Creation of cardiac tissue exhibiting mechanical integration of spheroids using 3D bioprinting

Chin Siang Ong, Takuma Fukunishi, Andrew Nashed, Adriana Blazeski, Huaitao Zhang, Samantha Hardy, Deborah DiSilvestre, Luca Vricella, John Conte, Leslie Tung, Gordon Tomaselli, Narutoshi Hibino

Research output: Contribution to journalArticlepeer-review

48 Scopus citations


This protocol describes 3D bioprinting of cardiac tissue without the use of biomaterials, using only cells. Cardiomyocytes, endothelial cells and fibroblasts are first isolated, counted and mixed at desired cell ratios. They are co-cultured in individual wells in ultra-low attachment 96-well plates. Within 3 days, beating spheroids form. These spheroids are then picked up by a nozzle using vacuum suction and assembled on a needle array using a 3D bioprinter. The spheroids are then allowed to fuse on the needle array. Three days after 3D bioprinting, the spheroids are removed as an intact patch, which is already spontaneously beating. 3D bioprinted cardiac patches exhibit mechanical integration of component spheroids and are highly promising in cardiac tissue regeneration and as 3D models of heart disease.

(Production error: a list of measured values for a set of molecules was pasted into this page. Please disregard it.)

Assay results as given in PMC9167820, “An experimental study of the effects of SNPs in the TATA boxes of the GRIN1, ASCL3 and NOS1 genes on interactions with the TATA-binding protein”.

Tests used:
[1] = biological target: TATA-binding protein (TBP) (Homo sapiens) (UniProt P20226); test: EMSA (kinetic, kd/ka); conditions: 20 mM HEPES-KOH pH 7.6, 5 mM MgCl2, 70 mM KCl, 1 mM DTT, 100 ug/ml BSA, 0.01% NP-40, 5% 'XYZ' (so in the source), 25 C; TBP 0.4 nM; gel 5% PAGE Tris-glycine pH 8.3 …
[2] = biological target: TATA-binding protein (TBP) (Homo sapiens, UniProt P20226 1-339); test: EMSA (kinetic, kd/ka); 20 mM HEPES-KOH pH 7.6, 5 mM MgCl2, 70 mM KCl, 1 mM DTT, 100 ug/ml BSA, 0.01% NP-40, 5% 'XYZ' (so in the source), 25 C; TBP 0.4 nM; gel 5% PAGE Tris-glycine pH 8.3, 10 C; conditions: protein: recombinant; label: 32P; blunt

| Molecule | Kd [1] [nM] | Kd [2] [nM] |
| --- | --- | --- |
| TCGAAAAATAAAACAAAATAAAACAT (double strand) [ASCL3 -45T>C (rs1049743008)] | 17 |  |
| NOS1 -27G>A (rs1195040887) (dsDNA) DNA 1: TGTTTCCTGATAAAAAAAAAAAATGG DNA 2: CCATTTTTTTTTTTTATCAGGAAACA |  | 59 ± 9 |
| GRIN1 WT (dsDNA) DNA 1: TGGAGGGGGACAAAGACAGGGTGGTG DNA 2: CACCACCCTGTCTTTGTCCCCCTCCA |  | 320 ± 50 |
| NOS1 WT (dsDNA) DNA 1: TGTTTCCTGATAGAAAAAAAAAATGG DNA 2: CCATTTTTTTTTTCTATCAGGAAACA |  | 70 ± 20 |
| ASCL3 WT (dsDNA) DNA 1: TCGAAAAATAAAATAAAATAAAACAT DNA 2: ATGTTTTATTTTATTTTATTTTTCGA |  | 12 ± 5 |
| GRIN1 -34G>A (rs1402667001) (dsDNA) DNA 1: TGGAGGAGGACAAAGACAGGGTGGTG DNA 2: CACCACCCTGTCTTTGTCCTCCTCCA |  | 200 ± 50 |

Original languageEnglish (US)
Article numbere55438
JournalJournal of Visualized Experiments
Issue number125
StatePublished - Jul 2 2017
Externally publishedYes


  • 3D printing
  • Additive manufacturing
  • Bioengineering
  • Biofabrication
  • Bioprinting
  • Cardiac tissue engineering
  • Heart failure
  • Human induced pluripotent stem cell-derived cardiomyocytes
  • Issue 125

ASJC Scopus subject areas

  • General Neuroscience
  • General Chemical Engineering
  • General Biochemistry, Genetics and Molecular Biology
  • General Immunology and Microbiology


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